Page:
16 November 2000 (Newsroom)
Arabs are gathering signatures calling for an independently governed
referendum that would give them the right to choose between Israeli
and Palestinian sovereignty once a Palestinian state is established.
under the leadership of Zuhair Hamdan, the 47-year-old head of
the largest clan in the Tsur Bahr neighborhood of East Jerusalem,
have collected more than 12,000 signatures calling for a referendum
before any decisions on Jerusalem are made between Israel and
the Palestinian Authority (P.A.).
of the referendum drive believe it would help stop growing alienation
from Jewish neighbors while securing their plight in a future
Israeli-Palestinian peace deal. Jerusalem's Arabs, who carry the
status of permanent Israeli residents, have a higher standard
of living than Palestinians in the West Bank and Gaza. Their citizenship
entitles them to free movement and work opportunity throughout
Israel and access to all of Israel's social programs, including
health insurance, free school education, retirement benefits,
and unemployment payments. Though
they claim to suffer discrimination, Jerusalem's Arabs have been
much less resistant to the Israelis than their West Bank and Gaza
in Jerusalem view the referendum effort as naive and dangerous,
since it openly challenges the Palestinian Authority and its West
Bank constituency. The latest poll conducted at the Bir Zeit University
of Ramallah showed that 92 percent of West Bank students oppose
a peace treaty without East Jerusalem as the capital of a Palestinian
state. Only 21 percent of the Palestinians polled were ready to
accept Israeli sovereignty even in West Jerusalem, which is part
of pre-1967 Israeli territory.
responded to accusations of "collaborating with Israel" by citing
his former membership in P.A. President Yasser Arafatís elite
guard, Force 17. Hamdan was a member from 1968 to 1972 in Jordan,
Lebanon, and Syria. In 1974 he returned to Jerusalem as part of
a family reunification program. "The P.A. is a failed experiment,"
Hamdan declared recently. "Arafatís way is bloodshed. This is
how it was in Jordan in the 1970s and later in Lebanon. A leader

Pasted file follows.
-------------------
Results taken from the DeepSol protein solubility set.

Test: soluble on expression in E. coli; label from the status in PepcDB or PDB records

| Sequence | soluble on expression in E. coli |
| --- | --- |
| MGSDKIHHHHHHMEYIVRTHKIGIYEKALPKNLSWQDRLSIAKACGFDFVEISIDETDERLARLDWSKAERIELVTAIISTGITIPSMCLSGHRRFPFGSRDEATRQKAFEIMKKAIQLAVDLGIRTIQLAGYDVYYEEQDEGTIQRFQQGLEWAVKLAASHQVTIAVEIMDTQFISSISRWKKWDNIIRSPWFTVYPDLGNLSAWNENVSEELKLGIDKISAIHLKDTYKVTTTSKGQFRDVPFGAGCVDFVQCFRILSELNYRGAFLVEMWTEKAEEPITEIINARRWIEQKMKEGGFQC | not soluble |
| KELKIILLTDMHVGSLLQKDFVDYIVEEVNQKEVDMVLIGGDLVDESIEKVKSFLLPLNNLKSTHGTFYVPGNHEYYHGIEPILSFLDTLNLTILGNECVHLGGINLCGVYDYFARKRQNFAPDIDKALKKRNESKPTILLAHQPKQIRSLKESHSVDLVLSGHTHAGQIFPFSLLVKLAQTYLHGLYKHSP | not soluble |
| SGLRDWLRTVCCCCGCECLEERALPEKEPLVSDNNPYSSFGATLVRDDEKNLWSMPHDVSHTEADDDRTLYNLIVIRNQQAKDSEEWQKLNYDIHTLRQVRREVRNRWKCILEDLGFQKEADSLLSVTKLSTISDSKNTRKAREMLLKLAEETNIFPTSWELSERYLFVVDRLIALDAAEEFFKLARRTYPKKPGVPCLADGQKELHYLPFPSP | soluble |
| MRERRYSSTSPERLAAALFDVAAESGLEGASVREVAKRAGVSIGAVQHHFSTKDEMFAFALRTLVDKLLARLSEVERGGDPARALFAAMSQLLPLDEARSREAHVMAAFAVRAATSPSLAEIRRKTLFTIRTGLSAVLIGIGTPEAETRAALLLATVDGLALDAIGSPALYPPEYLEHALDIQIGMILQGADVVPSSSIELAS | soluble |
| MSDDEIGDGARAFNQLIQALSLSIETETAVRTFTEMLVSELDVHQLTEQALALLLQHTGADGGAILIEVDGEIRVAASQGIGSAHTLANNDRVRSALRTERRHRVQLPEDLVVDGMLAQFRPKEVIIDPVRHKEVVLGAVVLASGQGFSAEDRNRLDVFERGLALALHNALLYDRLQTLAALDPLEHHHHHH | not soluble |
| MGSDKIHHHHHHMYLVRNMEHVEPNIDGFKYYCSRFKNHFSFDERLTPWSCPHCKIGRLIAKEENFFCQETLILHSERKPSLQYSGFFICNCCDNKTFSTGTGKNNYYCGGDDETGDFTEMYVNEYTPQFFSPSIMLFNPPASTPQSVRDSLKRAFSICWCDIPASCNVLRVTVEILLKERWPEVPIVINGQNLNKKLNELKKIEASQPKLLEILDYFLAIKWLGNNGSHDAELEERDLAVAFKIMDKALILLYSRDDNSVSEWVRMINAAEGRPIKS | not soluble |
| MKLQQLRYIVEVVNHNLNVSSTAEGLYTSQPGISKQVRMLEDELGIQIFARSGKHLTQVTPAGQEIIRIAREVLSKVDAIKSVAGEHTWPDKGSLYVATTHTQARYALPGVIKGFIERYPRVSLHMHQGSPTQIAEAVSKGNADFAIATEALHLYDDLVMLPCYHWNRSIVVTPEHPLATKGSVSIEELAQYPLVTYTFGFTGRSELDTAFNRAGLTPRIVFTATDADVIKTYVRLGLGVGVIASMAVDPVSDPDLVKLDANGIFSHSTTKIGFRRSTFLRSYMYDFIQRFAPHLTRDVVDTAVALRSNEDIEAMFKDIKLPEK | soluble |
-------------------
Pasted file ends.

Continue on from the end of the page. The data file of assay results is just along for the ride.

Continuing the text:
who spills the blood of his own people has failed."
In the past,
Hamdan has criticized the P.A. for corruption and the conduct
of its police, asserting that they have kidnapped Arab residents
who carry Israeli identification, extorted money from them, and
persecuted the P.A.'s critics.
the 200,000-strong Arab community of East Jerusalem say they lament
the collapse of mutual trust between Jews and Arabs in the city.
Neighborly relations survived years of the first intifada but
almost have died in the current month-long wave of violence. Arab
shop-owners of the Old City are concerned that terrorist attacks
on Israelis have created a feeling of deep suspicion and have
stanched the influx of foreign tourists and Jewish customers.
Arabs have petitioned the International Court of Justice in the
Hague, requesting that the referendum be held under the auspices
of an independent third party. They have sent letters to United
States President Bill Clinton and United Nations Secretary General
Kofi Annan, expressing concern that they will find themselves
handed over to the control of the Palestinian Authority without
having been consulted. Both
Clinton and Annan have promised to look into the matter.
this referendum as meaning that we donít want the Palestinian
Authority, that we want to remain under Israeli rule," Hamdan
notes. "No. I just want to give people the chance to express their
opinions. Maybe the majority wants the Palestinian Authority,
or Israel, or even Jordan."
he would like to see Jerusalem's Arab villages remain under Israeli
sovereignty while being granted a large measure of neighborhood
autonomy. "For 33 years, we have been part of the state of Israel,"
he said. "But now our rights have been forgotten."
attorney handling Hamden's case admits it is unprecedented, as
the international court hears requests from nations, not individuals.
"We are trying to work through a U.N. committee, either Middle
East or Human Rights," said Omri Kabiri, deputy head of the Israeli
Bar Association. "The U.N.F can then turn to the court and request
a referendum. But in that case, both Israel and the P.A. must
agree to accept the courtís judgment so its decision can be enforced.
The other option is if one of the countries, either Israel or
the P.A., were to accept this petition, then that country could
go directly to the court."
Yehuda Blum, a former Israeli ambassador to the United Nations,
dismisses the entire case as political, not legal: "The parties
involved are preparing something for political propaganda," he
said. "It is ridiculous for any lawyer to promote such a request."
As for Israel taking up the petition, Blum said that "Israel is
not going to request an international ruling on something that
it sees as falling within its domestic jurisdiction. Not only
would Israel not request such a thing but would vigorously oppose
Moshe Hirsch of the Hebrew University in Jerusalem believes the
case does not fall under the legal definition of self-determination.
"International human rights law gives the right to self-determination
to people," he said. "But some experts believe that this applies
only if the state doesnít grant citizens adequate participation
in governmental processes. And I donít believe that is true in
this case. Citizens in Israel have the right to vote for the Knesset
and the prime minister. Should the government decide to transfer
a part of the state to another country and this is approved by
the Knesset, then legally there is no need to ask the residents
involved for approval."
city councilor Roni Aloni believes, however, that the proposed
referendum will get widespread support in Israel, appealing to
the political left "because it is human rights, and to the right
because they are interested in having these areas remain part
of Israel." Source: